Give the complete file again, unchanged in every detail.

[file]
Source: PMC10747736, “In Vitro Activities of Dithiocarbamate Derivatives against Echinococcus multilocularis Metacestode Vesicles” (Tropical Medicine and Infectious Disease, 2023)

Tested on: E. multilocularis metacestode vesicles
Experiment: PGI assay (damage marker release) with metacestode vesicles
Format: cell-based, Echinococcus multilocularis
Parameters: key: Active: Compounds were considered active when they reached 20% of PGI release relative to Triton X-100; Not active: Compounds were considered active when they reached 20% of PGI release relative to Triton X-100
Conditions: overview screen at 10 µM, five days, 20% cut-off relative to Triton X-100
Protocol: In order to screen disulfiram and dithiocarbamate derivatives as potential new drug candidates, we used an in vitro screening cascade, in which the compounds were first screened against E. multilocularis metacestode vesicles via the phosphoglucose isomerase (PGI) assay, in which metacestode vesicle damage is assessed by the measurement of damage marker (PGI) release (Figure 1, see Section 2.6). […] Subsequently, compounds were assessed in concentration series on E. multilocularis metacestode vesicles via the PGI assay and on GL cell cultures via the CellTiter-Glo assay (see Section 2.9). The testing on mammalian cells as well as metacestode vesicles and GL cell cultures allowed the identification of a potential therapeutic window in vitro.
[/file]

Source: PMC10747736, “In Vitro Activities of Dithiocarbamate Derivatives against Echinococcus multilocularis Metacestode Vesicles” (Tropical Medicine and Infectious Disease, 2023)

Tested on: E. multilocularis metacestode vesicles
Experiment: PGI assay (damage marker release) with metacestode vesicles
Format: cell-based, Echinococcus multilocularis
Parameters: key: Active: Compounds were considered active when they reached 20% of PGI release relative to Triton X-100; Not active: Compounds were considered active when they reached 20% of PGI release relative to Triton X-100
Conditions: overview screen at 10 µM, five days, 20% cut-off relative to Triton X-100
Protocol: In order to screen disulfiram and dithiocarbamate derivatives as potential new drug candidates, we used an in vitro screening cascade, in which the compounds were first screened against E. multilocularis metacestode vesicles via the phosphoglucose isomerase (PGI) assay, in which metacestode vesicle damage is assessed by the measurement of damage marker (PGI) release (Figure 1, see Section 2.6). […] Subsequently, compounds were assessed in concentration series on E. multilocularis metacestode vesicles via the PGI assay and on GL cell cultures via the CellTiter-Glo assay (see Section 2.9). The testing on mammalian cells as well as metacestode vesicles and GL cell cultures allowed the identification of a potential therapeutic window in vitro.